Chinese computer firm Lenovo has agreed a deal to buy Motorola from Google for $2.91 billion.
The search engine giant purchased the company in 2012 as part of a spending spree to acquire patents which could protect its Android operating system for mobile phones and tablets from litigation.
Since paying $12.5 billion for Motorola Mobility, Google has sold the set top box business and rationalised the mobile phone range but the unit has never been profitable for it.
In a blog post announcing the sale, CEO Larry Page said Google would retain “the vast majority of Motorola’s patents, which we will continue to use to defend the entire Android ecosystem.”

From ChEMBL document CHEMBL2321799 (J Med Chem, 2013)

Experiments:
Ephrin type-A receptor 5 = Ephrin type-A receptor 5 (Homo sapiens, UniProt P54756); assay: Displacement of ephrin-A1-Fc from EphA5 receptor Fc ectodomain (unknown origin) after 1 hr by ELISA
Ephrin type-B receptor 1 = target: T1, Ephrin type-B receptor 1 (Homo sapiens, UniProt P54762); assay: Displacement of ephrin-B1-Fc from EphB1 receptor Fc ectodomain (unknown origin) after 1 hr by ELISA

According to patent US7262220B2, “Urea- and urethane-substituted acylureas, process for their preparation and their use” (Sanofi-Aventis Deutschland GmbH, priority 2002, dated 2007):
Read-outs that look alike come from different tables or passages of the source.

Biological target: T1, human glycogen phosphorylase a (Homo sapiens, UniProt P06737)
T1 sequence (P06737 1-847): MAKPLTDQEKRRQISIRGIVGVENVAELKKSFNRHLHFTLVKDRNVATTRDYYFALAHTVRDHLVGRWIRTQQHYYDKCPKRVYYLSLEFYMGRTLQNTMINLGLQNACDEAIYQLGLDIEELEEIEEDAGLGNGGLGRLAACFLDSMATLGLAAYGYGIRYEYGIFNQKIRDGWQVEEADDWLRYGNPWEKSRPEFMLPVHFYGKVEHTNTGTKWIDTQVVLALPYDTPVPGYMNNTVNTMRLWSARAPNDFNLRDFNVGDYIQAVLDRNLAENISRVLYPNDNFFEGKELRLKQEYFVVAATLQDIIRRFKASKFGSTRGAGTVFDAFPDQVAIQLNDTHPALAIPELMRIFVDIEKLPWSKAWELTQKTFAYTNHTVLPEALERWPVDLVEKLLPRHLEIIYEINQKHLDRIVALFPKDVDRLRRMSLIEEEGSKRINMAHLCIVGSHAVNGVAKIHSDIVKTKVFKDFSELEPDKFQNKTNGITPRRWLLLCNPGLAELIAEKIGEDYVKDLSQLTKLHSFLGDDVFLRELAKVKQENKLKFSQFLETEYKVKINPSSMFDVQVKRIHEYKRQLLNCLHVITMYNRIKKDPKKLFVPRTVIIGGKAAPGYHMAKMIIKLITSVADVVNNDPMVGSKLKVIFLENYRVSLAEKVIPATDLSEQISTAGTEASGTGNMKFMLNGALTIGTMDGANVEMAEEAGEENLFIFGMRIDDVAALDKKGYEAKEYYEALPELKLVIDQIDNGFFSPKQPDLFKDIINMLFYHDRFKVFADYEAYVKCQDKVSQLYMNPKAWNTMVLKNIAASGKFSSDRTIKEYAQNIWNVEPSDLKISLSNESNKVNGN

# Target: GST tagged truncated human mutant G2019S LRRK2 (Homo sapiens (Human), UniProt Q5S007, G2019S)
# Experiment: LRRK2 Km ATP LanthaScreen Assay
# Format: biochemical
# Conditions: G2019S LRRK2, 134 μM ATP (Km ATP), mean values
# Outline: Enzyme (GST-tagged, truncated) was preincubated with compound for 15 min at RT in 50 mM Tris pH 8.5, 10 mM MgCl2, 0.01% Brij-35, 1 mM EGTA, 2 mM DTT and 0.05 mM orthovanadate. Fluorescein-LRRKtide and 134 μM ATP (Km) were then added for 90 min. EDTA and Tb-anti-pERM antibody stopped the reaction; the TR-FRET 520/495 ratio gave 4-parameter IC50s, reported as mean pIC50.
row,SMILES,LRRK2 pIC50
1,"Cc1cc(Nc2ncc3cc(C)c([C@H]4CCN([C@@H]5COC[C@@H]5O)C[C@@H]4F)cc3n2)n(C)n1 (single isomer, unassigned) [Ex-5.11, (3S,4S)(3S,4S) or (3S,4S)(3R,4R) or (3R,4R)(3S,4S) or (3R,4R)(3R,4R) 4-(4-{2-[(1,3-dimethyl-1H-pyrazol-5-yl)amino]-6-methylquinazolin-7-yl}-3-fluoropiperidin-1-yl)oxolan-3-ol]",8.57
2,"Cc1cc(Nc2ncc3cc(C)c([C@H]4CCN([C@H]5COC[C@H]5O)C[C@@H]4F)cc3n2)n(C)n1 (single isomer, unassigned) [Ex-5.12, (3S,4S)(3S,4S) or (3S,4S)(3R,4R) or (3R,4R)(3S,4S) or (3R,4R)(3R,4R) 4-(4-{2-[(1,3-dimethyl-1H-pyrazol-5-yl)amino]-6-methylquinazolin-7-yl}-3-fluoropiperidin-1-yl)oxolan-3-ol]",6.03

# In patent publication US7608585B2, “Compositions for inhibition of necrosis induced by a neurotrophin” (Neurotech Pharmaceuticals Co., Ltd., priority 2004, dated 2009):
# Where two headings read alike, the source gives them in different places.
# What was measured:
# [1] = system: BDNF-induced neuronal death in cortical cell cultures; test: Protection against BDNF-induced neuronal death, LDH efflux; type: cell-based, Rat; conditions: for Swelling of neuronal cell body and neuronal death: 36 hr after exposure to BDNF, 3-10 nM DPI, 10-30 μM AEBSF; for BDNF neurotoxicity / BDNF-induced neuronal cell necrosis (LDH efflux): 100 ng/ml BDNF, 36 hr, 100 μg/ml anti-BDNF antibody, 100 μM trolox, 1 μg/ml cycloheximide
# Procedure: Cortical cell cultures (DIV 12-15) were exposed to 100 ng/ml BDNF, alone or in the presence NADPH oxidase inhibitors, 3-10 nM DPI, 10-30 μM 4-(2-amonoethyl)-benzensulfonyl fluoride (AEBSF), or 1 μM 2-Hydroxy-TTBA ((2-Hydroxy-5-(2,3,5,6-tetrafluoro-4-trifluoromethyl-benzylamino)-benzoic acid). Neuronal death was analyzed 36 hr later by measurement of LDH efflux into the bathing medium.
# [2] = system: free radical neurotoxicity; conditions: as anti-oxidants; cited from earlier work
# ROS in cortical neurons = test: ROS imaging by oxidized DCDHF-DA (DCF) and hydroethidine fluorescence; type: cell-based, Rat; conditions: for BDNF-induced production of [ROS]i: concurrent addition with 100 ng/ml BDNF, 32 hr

Lenovo, which in 2005 bought IBM’s ThinkPad brand, will gain all trademarks and brand IP as well as license to use those patents it does not acquire.
The deal gives it a quick route into the mobile phone and tablet market.
Page said the sale did not “signal a larger shift for our other hardware efforts”
He added: “The dynamics and maturity of the wearable and home markets, for example, are very different from that of the mobile industry. We’re excited by the opportunities to build amazing new products for users within these emerging ecosystems.”